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Stocks Ralph Lauren Corp

  • Najarian tells us his proprietary OptionMonster heat seeker has identified an unusually high number of November 15 calls trading in a teen favorite.

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    Cramer and his researcher, Nicole Urken, discuss why homework—particularly during earnings season—remains important to recognizing the stock winners of the coming years.

  • Chinese Yuan and US Dollar

    The last thing the world needs is a trade war between the two economic super powers.

  • In today’s world of business, daughters are just as likely as sons to be the heir-apparent to the family business. From North America to Europe to Asia, there’s a generation of heir apparents with the skills and experience to run some of the world’s most high-profile firms. All of these women could probably make it without help from ‘Daddy.’ They’re smart and savvy, have earned world-class degrees, and are business leaders in their own right. More important, they have a major stake in the family

    In today’s world, daughters are just as likely as sons to be the heirs-apparent to the family business. Find out who they are.

  • For companies with high levels of insider ownership — holdings of stock by high level executives and directors within the firm — a message is sent to the market that those most intimate with corporate finances are confident of growth potential, since their personal wealth is directly tied to stock performance. As it turns out, some companies are significant outliers when it comes to insider ownership. Whereas some CEO-founders hold upwards of 20 percent of the outstanding shares, most insider ho

    To get an idea of which S&P 500 index companies have high levels of insider ownership, CNBC’s analyst Giovanny Moreano compiled the numbers with data from Capital IQ and Thomson Reuters.

  • It ain’t easy to find a big bull these days, but as the saying goes, ‘seek and ye shall find.’ Ironically our search turned up famed bear, Doug Kass!

  • Prada's Hidden Wedge Fur Boot

    Retailers are trying to coax consumers out of hiding with a new gimmick this season.

  • Netflix stock has lost 56 percent of its value since July 13, when its shares reached an all-time high of $304.79. 

  • Cramer said the technology stock, along with two other factors, helped stocks stage a comeback.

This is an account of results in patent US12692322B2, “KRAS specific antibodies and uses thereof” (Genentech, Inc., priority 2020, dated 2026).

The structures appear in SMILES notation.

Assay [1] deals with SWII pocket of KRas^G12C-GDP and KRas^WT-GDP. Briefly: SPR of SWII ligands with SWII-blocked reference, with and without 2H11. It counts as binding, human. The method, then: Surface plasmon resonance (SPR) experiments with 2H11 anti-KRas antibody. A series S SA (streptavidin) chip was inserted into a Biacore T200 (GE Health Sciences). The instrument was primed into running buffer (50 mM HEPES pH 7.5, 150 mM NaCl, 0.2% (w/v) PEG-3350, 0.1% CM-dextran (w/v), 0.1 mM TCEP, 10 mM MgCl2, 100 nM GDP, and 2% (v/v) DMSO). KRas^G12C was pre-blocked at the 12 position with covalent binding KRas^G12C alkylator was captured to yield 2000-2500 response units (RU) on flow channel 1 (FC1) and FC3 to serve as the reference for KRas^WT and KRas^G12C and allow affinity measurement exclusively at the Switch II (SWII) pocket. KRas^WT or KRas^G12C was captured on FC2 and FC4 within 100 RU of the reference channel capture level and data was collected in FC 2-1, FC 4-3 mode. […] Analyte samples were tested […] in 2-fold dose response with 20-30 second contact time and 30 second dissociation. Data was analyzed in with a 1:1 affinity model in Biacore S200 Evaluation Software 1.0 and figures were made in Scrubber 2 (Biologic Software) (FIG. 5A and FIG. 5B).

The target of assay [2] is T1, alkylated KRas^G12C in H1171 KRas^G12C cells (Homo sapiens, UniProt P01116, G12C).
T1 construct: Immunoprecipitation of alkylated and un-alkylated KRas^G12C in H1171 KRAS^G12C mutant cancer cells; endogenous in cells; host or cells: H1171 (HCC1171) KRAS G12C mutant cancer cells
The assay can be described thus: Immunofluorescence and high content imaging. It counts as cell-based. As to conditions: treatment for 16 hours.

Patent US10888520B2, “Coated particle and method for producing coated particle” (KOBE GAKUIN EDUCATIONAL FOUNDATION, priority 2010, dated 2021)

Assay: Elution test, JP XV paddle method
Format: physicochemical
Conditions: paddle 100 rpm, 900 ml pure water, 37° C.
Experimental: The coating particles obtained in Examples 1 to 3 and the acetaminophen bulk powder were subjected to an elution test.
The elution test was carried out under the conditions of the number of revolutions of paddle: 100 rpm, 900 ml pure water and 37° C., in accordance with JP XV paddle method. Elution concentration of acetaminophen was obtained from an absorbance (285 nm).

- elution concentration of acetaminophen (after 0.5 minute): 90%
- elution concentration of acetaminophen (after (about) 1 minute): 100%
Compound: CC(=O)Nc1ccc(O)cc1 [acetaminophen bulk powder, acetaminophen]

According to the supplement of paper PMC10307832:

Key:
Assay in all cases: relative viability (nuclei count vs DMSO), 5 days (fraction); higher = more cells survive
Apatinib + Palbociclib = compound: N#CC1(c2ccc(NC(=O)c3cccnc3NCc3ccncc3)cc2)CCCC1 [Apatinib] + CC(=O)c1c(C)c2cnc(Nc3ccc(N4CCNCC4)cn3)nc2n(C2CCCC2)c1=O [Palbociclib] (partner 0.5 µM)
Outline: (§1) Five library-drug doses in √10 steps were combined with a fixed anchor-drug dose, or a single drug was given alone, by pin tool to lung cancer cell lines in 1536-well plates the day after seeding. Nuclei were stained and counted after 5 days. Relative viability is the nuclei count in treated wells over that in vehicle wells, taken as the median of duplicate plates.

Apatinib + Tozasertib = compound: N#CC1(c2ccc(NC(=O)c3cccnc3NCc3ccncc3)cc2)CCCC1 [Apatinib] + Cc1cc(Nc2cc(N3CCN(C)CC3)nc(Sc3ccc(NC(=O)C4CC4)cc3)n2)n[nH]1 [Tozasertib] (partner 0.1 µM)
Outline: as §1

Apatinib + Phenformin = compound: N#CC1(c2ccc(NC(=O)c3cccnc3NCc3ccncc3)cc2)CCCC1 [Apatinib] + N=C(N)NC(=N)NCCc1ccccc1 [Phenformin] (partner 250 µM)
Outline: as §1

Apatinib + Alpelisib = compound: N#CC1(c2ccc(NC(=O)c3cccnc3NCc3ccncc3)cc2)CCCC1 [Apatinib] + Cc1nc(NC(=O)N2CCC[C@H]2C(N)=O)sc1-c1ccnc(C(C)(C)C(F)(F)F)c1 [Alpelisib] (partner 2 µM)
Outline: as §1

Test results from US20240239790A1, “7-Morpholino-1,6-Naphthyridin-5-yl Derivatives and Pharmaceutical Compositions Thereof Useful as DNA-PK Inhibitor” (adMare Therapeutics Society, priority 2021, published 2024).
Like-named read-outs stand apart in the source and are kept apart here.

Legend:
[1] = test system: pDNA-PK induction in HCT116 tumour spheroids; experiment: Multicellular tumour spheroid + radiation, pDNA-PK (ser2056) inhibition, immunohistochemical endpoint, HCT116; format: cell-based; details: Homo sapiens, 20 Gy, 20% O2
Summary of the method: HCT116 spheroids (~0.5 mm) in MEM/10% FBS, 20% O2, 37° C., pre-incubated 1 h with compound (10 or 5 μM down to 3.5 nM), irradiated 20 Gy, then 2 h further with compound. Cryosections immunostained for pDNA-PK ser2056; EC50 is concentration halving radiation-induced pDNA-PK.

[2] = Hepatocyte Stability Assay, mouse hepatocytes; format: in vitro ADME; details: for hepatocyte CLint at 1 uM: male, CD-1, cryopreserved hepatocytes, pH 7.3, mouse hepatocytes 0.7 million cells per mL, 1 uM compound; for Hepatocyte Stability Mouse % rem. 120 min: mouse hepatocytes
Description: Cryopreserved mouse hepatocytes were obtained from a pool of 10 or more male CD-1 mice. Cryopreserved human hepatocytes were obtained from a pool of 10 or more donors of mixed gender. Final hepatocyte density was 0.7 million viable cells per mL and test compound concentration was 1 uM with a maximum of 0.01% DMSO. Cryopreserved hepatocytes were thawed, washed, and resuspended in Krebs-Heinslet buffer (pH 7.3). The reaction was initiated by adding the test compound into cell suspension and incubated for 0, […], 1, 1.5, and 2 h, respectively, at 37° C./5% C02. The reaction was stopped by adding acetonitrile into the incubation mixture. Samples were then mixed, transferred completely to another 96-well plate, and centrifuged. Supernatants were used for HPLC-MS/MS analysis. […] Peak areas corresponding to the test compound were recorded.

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    The recent gyrations in global stock markets are just the beginning, says U.S.-based economist and author Harry Dent, who believes the Dow will fall below 10,000 in the near term before crashing to around 3,000 in 2013.

  • The “Mad Money” host explains why so-called bad news could mean a good opportunity to buy.

  • Woman shopping for clothing

    As we head into the thick of retail earnings season the threat of higher input costs is still weighing on investors’ minds. Most retailers were forced to start passing through select price increases in Q2, and we will hear just how that went over with the consumer as earnings hit the tape. While it is early in the game indications are so far so good.

  • Amid a sea of red there was some green in Wednesday’s session. Polo Ralph Lauren and Estee Lauder both held gains into the close.

  • Stocks finished near session lows in choppy trading Wednesday, with the Dow and S&P wiping out all of the previous session's gains led by financials, as investors continued to cautiously monitor developments in the European banks.

  • It's a stock pickers market, and for those who take the time and trouble to find and buy individual stocks, there are bargains to be had, Laszlo Birinyi told CNBC Wednesday.

  • "How am I supposed to trade on this?" one befuddled trader said to me. He was referring to the fact that S&P futures had swung in a 50-point range(!) overnight.

  • See what's happening, who's talking and what will be making headlines on Wednesday's Squawk on the Street.

  • What follows is a look at stocks in the S&P 1,500 displaying unusual volume in Tuesday's trading session.

  • If people won't pay up for leather bags, will they still buy pricey, albeit delicious, burritos? It's a question Chipotle investors might want to ask.

  • Position: CEO, CarnivalMarket Cap: $19.6 billion Instead of spending four years in college, this chief executive spent time working his way up the chain of command at . Micky Arison, the CEO of Carnival, started in the sales department and was promoted to reservations manager in 1974. He was later promoted to vice president of passenger traffic and just three years later he was named president of the company. Arison helped acquire Holland America Line, Windstar Cruises and Westours, allowing Car

    From computers to cruise lines, these 10 CEOs made it to the top without a college degree and defied the idea that to be successful, you have to have a diploma.